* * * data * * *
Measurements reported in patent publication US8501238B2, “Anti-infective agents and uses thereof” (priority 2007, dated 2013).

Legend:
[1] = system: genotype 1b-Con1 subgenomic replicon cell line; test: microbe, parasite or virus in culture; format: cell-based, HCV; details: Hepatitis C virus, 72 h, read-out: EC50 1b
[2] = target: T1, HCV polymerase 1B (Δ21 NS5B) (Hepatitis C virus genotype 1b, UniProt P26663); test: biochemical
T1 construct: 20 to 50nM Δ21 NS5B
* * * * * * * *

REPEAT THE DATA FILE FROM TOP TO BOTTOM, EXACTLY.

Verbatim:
Measurements reported in patent publication US8501238B2, “Anti-infective agents and uses thereof” (priority 2007, dated 2013).

Legend:
[1] = system: genotype 1b-Con1 subgenomic replicon cell line; test: microbe, parasite or virus in culture; format: cell-based, HCV; details: Hepatitis C virus, 72 h, read-out: EC50 1b
[2] = target: T1, HCV polymerase 1B (Δ21 NS5B) (Hepatitis C virus genotype 1b, UniProt P26663); test: biochemical
T1 construct: 20 to 50nM Δ21 NS5B